5. Try to enjoy yourself: I know this can be hard believe me, but try to have fun with the process. The best images I ever capture are the fun moments in between. Same goes for my own family photos, I always love the candid moments versus the posed images. Not many people are comfortable in front of the camera but know that if you just relax and be yourself it will show in the images.
  6. Make sure to take holiday photos every year: If you can swing a mini and full session of family members, make sure to take photos every year. You will be able to look back at how your family changes from year to year, and have those precious memories documented for a lifetime.

 

 

 

 

So get out there are schedule your 2018 sessions, and if you are in the Atlanta area consider contacting me LHM Photography via email.

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7 Tips for Photographing Your Kids on Halloween

It is the Eve of Halloween 2018 and my four-year-old is so excited to hit the streets on October 31stfor Trick or Treating. Every year I try to make sure I document the experience, but also take time to live in the moment and enjoy the time with my family. Here are some tips for making sure you capture the day in photographs, but also have time to focus on your children and enjoy all the fun moment a day like Halloween brings!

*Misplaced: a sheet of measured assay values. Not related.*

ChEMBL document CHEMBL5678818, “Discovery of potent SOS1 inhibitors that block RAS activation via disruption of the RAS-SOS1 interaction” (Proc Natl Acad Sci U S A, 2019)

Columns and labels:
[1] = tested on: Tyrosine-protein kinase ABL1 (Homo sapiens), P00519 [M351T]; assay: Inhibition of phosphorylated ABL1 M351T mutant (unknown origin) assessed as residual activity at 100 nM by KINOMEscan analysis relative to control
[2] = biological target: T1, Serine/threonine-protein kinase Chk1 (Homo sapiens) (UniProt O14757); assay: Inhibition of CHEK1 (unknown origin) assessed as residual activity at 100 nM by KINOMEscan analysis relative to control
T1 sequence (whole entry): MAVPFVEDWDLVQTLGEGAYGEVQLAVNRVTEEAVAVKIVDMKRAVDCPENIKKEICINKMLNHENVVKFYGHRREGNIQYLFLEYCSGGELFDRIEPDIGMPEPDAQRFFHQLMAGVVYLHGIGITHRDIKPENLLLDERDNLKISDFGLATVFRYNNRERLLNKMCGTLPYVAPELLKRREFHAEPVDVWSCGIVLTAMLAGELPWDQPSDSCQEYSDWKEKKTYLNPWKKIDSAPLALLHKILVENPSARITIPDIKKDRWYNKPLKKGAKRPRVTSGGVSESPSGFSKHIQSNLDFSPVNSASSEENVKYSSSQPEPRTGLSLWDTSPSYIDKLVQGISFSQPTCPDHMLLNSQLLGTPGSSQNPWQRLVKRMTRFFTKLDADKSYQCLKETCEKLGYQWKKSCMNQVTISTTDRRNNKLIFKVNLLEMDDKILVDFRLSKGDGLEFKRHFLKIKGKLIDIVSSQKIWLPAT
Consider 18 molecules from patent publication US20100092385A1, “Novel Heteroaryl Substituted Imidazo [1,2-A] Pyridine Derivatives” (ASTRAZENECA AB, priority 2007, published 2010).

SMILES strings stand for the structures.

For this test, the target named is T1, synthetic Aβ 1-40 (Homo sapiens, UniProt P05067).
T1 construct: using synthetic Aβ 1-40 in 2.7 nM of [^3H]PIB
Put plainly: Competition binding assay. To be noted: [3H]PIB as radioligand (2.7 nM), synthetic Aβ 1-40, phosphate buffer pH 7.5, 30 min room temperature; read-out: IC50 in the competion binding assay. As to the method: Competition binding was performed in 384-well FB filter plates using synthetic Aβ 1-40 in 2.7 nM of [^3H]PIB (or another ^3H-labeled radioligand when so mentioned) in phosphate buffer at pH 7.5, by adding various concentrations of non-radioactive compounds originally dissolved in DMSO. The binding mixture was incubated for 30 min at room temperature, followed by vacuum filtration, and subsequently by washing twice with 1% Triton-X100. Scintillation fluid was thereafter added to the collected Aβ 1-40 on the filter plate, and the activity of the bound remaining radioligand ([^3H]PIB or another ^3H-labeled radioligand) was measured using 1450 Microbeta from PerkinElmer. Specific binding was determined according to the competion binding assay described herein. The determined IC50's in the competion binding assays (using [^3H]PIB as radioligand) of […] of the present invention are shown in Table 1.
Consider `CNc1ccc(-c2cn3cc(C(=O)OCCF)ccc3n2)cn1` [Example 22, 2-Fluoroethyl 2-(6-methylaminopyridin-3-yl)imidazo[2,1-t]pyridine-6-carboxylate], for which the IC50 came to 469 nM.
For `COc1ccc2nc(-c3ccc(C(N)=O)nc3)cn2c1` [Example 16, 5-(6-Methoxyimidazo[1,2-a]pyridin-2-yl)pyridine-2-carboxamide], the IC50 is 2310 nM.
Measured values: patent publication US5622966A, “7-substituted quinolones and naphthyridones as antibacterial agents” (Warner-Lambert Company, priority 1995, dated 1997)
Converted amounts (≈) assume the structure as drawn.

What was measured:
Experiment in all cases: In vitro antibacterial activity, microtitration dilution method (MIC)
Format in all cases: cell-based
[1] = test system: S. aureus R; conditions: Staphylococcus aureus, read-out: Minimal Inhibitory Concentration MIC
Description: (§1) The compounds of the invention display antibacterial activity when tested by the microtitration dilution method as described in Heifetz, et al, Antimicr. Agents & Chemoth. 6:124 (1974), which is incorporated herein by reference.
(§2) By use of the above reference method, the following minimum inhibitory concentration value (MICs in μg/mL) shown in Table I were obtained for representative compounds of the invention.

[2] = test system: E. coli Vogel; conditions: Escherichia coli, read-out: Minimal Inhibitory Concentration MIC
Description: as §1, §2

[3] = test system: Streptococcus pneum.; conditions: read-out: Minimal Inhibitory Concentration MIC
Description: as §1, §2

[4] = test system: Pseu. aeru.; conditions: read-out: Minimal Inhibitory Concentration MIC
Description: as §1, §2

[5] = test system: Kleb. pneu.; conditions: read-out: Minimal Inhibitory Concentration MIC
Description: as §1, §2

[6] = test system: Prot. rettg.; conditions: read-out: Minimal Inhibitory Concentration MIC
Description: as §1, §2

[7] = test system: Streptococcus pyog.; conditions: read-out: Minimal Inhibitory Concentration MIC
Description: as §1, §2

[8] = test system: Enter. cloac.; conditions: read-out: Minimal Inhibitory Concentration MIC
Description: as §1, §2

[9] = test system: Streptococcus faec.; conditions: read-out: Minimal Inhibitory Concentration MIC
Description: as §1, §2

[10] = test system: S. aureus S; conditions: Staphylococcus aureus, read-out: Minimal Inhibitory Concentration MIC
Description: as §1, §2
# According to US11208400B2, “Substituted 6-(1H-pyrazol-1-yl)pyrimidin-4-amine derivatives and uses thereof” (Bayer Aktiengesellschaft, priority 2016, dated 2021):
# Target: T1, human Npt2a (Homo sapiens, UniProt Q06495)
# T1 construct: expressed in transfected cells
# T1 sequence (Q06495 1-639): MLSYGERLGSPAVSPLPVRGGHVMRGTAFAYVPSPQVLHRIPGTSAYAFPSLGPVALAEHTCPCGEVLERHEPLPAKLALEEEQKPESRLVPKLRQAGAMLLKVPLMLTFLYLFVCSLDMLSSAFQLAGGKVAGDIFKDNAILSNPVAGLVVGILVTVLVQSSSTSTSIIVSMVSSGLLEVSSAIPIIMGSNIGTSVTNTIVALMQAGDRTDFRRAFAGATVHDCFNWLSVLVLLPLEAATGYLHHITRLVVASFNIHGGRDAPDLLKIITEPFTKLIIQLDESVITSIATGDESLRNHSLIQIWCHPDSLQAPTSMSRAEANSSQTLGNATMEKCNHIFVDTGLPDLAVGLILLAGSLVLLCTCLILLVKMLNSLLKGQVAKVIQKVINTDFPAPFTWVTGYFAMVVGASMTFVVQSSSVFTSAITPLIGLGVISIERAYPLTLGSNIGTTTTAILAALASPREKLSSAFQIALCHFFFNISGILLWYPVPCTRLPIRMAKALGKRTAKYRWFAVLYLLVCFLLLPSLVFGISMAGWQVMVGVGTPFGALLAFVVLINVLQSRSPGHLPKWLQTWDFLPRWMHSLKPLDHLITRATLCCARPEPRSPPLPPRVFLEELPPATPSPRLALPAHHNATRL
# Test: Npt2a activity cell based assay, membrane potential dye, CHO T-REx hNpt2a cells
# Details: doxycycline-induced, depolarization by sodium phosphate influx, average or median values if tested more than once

1. Take Photos of them getting ready! Document the progress of their transformation. This will be fun for them to see just how much a little makeup or a wig can change their appearance.
  2. Make them pose once they’re all dressed and ready. This is important because as we all know, once they hit the ground running on Halloween there is no telling when you will get them still and intact enough to snap photos of them in their costume. This is also a good time to get siblings together for photos, or even set the camera timer for a family photo.
  3. Grab a group shot! If possible (this one can be hard), grab a shot of their Trick-or-Treating Crew before they set off for the night. It is fun to look back on photos of the kids as they grow year after year, especially if it is the same group of kids each year.

12132623_10101051570516763_8631584302903371492_o14939378_10101373885814323_6891081452096332027_o4. Snap some photos from behind. Grab a fun wide shot of the kids running up the block with their candy bags in tow. This just makes for a cute photo and something to look back on as the years pass.